Former U.N. Secretary General Dag Hammarskjöld once observed, “The United Nations was not created in order to bring us to heaven, but in order to save us from hell.” Unfortunately, recent events have shown that neither goal is within its grasp.
The U.N.’s response to Russia’s invasion of Ukraine has been anemic. The General Assembly passed nonbinding, hand-slap condemnations. Other U.N. organizations similarly condemned Russia’s actions. But punitive measures have been largely absent. In 1974, the U.N. suspended South Africa from the organization as a punishment for its apartheid policy. But today, Russia, despite invading a sovereign nation and committing numerous war crimes, remains a member in good standing, and no U.N. sanctions have been applied because Russia can veto Security Council resolutions.
The U.N. has also failed to condemn China for its many atrocities against the Uighurs, a Muslim minority in Xinjiang Province. These include the unfair detention of more than 1 million civilians, forced labor, and torture. The United States has called China’s treatment of the Uighurs a genocide, yet China continues to sit on the U.N.’s Human Rights Council.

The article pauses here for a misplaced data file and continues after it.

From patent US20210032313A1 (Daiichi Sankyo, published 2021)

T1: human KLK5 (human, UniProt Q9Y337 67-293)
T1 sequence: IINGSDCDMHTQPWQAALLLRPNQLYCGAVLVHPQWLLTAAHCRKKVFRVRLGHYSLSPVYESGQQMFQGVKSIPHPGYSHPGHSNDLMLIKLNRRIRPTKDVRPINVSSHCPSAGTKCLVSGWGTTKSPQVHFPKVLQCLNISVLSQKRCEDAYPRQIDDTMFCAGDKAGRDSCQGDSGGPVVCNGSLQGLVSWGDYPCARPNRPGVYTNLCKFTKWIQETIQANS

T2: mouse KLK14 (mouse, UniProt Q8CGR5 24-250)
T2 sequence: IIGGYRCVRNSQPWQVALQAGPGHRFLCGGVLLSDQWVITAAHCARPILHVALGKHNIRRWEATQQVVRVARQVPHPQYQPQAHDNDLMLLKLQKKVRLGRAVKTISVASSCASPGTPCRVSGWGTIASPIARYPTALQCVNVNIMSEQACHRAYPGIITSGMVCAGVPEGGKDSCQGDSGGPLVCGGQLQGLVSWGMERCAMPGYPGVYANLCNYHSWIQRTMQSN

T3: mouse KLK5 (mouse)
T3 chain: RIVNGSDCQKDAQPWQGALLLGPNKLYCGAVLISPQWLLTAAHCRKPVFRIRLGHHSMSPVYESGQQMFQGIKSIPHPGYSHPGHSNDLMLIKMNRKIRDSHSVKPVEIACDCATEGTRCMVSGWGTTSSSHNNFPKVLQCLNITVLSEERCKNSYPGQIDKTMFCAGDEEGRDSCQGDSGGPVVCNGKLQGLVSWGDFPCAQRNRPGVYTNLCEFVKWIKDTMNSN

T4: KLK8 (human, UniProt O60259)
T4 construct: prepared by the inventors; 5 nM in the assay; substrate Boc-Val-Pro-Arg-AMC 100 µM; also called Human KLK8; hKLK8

Then there’s the U.N.’s COVID response. The World Health Organization (W.H.O.) initially abetted the spread of the pandemic by parroting China’s deadly falsehood that there was no evidence of human-to-human transmission. Later, the W.H.O. praised China’s response, while letting Beijing impede the investigation into the origins of the disease.
Meanwhile, the U.N.’s chronic deficiencies persist. Inadequate oversight has left millions of dollars vulnerable to misuse, and many U.N. development projects have been subject to fraud and corruption.
It’s undeniable that the U.N. does beneficial work: Its food and refugee programs feed and shelter many people. But the U.N. is without doubt much less than it could be, and the past few years have revealed plainly its limitations and failures.
This piece originally appeared in Upfront Magazine